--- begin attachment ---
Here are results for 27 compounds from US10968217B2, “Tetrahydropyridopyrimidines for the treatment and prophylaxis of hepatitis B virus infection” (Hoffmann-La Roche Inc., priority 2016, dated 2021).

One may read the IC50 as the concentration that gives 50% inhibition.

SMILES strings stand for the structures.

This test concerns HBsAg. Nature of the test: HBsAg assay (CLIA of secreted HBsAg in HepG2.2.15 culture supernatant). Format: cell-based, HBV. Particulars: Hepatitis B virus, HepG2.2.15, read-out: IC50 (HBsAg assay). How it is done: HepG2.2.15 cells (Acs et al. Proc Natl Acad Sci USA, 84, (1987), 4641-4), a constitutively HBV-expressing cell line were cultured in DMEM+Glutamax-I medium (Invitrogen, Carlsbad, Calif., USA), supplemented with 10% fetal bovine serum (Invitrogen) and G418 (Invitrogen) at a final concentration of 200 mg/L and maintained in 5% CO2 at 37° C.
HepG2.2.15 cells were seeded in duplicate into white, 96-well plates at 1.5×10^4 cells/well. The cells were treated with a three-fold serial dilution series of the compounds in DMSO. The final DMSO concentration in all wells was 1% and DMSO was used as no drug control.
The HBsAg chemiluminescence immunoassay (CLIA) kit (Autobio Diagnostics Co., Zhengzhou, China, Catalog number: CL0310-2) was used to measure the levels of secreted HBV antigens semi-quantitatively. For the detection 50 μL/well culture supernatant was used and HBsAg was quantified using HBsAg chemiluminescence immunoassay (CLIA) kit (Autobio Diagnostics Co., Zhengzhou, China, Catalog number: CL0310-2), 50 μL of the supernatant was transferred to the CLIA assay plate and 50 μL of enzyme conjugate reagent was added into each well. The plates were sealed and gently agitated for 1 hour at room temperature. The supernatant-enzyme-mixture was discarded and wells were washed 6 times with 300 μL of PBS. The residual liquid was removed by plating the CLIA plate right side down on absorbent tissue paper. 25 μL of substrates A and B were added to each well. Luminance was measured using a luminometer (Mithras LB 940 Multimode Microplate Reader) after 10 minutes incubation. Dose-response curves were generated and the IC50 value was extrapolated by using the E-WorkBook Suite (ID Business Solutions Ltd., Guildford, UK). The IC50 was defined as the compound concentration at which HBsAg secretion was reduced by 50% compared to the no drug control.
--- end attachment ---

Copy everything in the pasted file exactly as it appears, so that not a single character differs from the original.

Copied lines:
Here are results for 27 compounds from US10968217B2, “Tetrahydropyridopyrimidines for the treatment and prophylaxis of hepatitis B virus infection” (Hoffmann-La Roche Inc., priority 2016, dated 2021).

One may read the IC50 as the concentration that gives 50% inhibition.

SMILES strings stand for the structures.

This test concerns HBsAg. Nature of the test: HBsAg assay (CLIA of secreted HBsAg in HepG2.2.15 culture supernatant). Format: cell-based, HBV. Particulars: Hepatitis B virus, HepG2.2.15, read-out: IC50 (HBsAg assay). How it is done: HepG2.2.15 cells (Acs et al. Proc Natl Acad Sci USA, 84, (1987), 4641-4), a constitutively HBV-expressing cell line were cultured in DMEM+Glutamax-I medium (Invitrogen, Carlsbad, Calif., USA), supplemented with 10% fetal bovine serum (Invitrogen) and G418 (Invitrogen) at a final concentration of 200 mg/L and maintained in 5% CO2 at 37° C.
HepG2.2.15 cells were seeded in duplicate into white, 96-well plates at 1.5×10^4 cells/well. The cells were treated with a three-fold serial dilution series of the compounds in DMSO. The final DMSO concentration in all wells was 1% and DMSO was used as no drug control.
The HBsAg chemiluminescence immunoassay (CLIA) kit (Autobio Diagnostics Co., Zhengzhou, China, Catalog number: CL0310-2) was used to measure the levels of secreted HBV antigens semi-quantitatively. For the detection 50 μL/well culture supernatant was used and HBsAg was quantified using HBsAg chemiluminescence immunoassay (CLIA) kit (Autobio Diagnostics Co., Zhengzhou, China, Catalog number: CL0310-2), 50 μL of the supernatant was transferred to the CLIA assay plate and 50 μL of enzyme conjugate reagent was added into each well. The plates were sealed and gently agitated for 1 hour at room temperature. The supernatant-enzyme-mixture was discarded and wells were washed 6 times with 300 μL of PBS. The residual liquid was removed by plating the CLIA plate right side down on absorbent tissue paper. 25 μL of substrates A and B were added to each well. Luminance was measured using a luminometer (Mithras LB 940 Multimode Microplate Reader) after 10 minutes incubation. Dose-response curves were generated and the IC50 value was extrapolated by using the E-WorkBook Suite (ID Business Solutions Ltd., Guildford, UK). The IC50 was defined as the compound concentration at which HBsAg secretion was reduced by 50% compared to the no drug control.